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Sobel: The Best Way to Bet Sergio, Plus 9 Other PGA Championship Matchups With Value

Sobel: The Best Way to Bet Sergio, Plus 9 Other PGA Championship Matchups With Value article feature image

Jim Dedmon-USA TODAY Sports. Pictured: Sergio Garcia

  • The 2019 PGA Championship gets underway Thursday morning at Bethpage Black Course.
  • Jason Sobel gives his 10 favorite matchup bets for the PGA Championship.

FARMINGDALE, N.Y. – If this whole professional golf thing doesn’t work out, Dustin Johnson would make for one hell of a prognosticator someday.

The following is an actual exchange from Johnson’s pre-tournament press conference here at the PGA Championship — and it’s awesome.

Q: “Is Tiger the guy to beat this week?”

A: “I mean, whoever plays well is the guy to beat.”

I literally LOL’d at that one. I’m also going to steal some version of it at every opportunity.

Q: “Who do you like to win this event?”

A: “The guy who hits his ball the fewest amount of times.”

I’ll admit it: It’s way funnier when DJ says it.

Anyway, let’s get to my 10 favorite tournament matchup bets, where the guy to beat in each of ‘em is, of course, the one who plays well.

Thomas Pieters (-115) over Alex Noren 

Let’s kick things off with my absolute favorite matchup of the week. Pieters, who finished T-6 in this event last year, hits the ball as long as anyone off the tee, which should be a necessity at Bethpage.

Meanwhile, Noren has struggled mightily with his game this year. It wouldn’t surprise me to see Pieters pull another top 10 and Noren miss the cut, so I think this one is a green-light special.

Serigo Garcia (-110) over Paul Casey

There’s a sense that putting might be neutralized this week, with more of a focus on ball-striking. If that’s the case — in fact, whenever that’s the case — I like Sergio to play well. He owns a nice track record in admittedly limited opportunities at Bethpage, while Casey hasn’t posted a top-10 finish in his last nine major starts.

Sung Kang (-115) over Jim Furyk 

Sure, Furyk owns the edge in experience here. And yes, he’s played well at times over the past few months. But this is a great spot for the most recent PGA Tour champion. Kang is fresh off his first career win at the AT&T Byron Nelson and should be playing with a nothing-to-lose attitude, while his opponent in this matchup might be wishing he could play the white tees instead.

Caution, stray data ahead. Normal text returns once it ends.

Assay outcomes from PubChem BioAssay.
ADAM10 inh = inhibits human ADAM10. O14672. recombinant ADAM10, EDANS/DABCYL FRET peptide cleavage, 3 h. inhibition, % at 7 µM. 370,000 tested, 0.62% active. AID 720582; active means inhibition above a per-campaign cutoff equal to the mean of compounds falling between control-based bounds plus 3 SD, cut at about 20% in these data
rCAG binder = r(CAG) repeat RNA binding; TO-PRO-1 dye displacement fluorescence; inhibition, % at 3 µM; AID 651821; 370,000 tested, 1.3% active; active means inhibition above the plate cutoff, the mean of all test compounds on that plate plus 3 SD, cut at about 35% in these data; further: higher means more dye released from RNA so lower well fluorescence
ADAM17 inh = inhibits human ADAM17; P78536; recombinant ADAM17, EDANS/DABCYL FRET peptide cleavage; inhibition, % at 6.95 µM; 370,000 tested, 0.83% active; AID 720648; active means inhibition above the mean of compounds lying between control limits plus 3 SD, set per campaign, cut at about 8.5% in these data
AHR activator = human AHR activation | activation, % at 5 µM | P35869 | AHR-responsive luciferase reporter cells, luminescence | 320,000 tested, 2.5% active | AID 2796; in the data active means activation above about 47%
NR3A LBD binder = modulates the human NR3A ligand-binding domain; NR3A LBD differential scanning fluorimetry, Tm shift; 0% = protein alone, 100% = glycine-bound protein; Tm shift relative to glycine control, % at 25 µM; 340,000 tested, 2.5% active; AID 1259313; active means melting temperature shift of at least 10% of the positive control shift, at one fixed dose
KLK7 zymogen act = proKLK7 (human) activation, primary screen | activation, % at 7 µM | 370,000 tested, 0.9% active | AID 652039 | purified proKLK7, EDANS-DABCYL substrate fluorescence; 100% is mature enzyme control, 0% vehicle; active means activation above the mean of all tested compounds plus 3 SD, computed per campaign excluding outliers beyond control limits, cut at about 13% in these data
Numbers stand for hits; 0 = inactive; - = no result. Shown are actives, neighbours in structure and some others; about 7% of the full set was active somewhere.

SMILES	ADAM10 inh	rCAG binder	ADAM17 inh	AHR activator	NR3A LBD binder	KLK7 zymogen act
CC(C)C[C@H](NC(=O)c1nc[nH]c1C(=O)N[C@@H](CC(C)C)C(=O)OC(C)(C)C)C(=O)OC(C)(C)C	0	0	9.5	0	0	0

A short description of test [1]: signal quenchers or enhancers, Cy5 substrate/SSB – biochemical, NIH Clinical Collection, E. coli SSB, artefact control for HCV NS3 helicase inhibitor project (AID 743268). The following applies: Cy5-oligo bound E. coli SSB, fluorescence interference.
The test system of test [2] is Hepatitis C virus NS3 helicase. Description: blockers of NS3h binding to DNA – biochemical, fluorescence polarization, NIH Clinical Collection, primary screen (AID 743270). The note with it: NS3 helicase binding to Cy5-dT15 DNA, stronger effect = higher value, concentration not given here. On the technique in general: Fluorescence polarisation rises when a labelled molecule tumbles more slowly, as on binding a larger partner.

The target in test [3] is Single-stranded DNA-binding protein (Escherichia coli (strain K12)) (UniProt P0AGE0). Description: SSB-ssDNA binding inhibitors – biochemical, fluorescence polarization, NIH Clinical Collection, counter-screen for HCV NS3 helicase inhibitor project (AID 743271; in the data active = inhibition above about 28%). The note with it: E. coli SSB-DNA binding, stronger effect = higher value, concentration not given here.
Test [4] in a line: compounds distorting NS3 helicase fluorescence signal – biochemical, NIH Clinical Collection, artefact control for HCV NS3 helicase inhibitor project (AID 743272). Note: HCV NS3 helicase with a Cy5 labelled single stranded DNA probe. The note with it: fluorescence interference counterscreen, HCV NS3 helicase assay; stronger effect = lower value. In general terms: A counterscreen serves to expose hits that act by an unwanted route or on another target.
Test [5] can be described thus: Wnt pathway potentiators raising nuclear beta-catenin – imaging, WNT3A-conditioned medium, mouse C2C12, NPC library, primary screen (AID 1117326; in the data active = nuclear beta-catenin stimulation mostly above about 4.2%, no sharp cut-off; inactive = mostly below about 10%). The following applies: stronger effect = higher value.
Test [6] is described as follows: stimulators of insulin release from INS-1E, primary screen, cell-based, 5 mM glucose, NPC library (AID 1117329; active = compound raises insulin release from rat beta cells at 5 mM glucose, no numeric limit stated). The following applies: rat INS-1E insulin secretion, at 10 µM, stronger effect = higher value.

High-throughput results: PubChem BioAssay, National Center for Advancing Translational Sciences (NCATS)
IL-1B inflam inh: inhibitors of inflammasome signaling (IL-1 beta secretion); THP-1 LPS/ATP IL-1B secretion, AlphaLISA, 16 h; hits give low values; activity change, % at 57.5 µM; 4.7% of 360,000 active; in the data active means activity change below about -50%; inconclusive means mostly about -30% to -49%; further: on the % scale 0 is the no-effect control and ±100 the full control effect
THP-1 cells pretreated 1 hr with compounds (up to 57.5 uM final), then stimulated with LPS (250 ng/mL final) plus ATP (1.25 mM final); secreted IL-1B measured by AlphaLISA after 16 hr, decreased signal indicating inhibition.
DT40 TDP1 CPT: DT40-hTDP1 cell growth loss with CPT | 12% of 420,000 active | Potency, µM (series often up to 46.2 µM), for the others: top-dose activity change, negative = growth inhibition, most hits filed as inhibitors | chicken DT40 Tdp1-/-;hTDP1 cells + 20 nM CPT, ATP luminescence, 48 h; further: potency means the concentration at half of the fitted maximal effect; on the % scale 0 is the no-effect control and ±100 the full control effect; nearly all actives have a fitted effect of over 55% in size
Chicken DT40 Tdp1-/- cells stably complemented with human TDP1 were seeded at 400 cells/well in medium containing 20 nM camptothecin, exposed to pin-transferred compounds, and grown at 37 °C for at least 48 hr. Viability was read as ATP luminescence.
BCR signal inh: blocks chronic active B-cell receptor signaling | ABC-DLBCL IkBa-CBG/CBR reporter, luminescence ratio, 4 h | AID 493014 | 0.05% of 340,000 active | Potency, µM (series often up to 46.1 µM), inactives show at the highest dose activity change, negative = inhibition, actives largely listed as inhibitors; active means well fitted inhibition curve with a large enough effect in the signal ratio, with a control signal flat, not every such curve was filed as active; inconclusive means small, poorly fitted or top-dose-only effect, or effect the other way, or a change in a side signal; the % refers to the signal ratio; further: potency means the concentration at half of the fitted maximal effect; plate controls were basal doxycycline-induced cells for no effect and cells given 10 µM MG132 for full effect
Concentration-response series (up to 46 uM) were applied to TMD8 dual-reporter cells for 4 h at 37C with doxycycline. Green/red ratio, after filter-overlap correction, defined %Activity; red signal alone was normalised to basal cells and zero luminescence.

Keegan Bradley (-130) over Charley Hoffman

In a story that’s been chronicled throughout the week, Bradley played here all the time as a member of the St. John’s golf team in college. That familiarity and comfort should help him this week. There should be no comfort level for Hoffman, though, who’s made only two cuts in nine career PGA starts, never finishing better than 40th.

Martin Kaymer (+140) over Charles Howell III 

A week ago, I never would’ve imagined making this play, but after Howell withdrew from the Nelson with a hip injury, I’m banking on that being more bothersome for him while hitting out of the thick rough. Howell is one of the nicest guys on the PGA Tour and I’m hoping this isn’t a long-term setback, but the price is too good to ignore Kaymer in this one.

Keith Mitchell  (-110) over Matt Fitzpatrick

Ten years ago, a little-known player named Y.E. Yang parlayed a Honda Classic victory into a giant-killing PGA title when he beat Tiger Woods at Hazeltine. Mitchell won this year’s version of that event and while he won’t be able to sneak up on the bigger names like Yang, his brand of strong driver play should bode well for a nice result this week.

Henrik Stenson (+100) over Louis Oosthuizen 

It took a few months, but Stenson has finally gotten things together, as evidenced by five straight finishes of 36th or better. Oosthuizen has played well, but not often, teeing it up in just two of the last seven weeks. That can lead to rustiness, which might’ve been the factor in his final-round 76 at the Masters last month.

Kiradech Aphibarnrat (-115) over Corey Conners 

With a T-5 last week, Aphibarnrat looked terrific, especially on the greens, where it seemed like he was making everything inside 15 feet. Conners peaked six weeks ago, writing one of the better stories on the PGA Tour this year by Monday qualifying for the Valero Texas Open, winning, and getting into the Masters. But it feels like some of the air has been let out of his balloon, while the price on his odds has yet to drop.

Xander Schauffele (-110) over Tommy Fleetwood 

I was looking for a spot to grab Schauffele and similarly looking for one to fade Fleetwood, so this worked on both ends. Schauffele always brings his best stuff to majors, having finished sixth or better in half of his starts. Granted, Fleetwood has posted some strong results as well, but not in this tournament and not in these types of conditions, which shouldn’t play to his strengths.

Craig Hocknull (-130) over Craig Bowden 

No joke: I had just finished writing about Bowden’s advantage in this matchup — he played five years on the PGA Tour and won three times on the Nationwide before becoming a club pro — when my man Sleeze hit our TAN email thread with this message: “For anyone who likes money, I just put in the sleeziest, sneakiest pick of the year. Will be least bet matchup of millennium.”

His pick? Hocknull over Bowden. Sleeze explained that he’d played with Bowden before and he’s as short off the tee as any pro he’s ever seen. I did some research and confirmed that: Last year at Bellerive, Hocknull averaged 292 yards off the tee, Bowden a mere 257. Painfully short is no recipe for success this week, so I’m flipping my pick and taking length over experience.

If we get this wrong, I’ll post Sleeze’s personal cell number and let you guys have your say.

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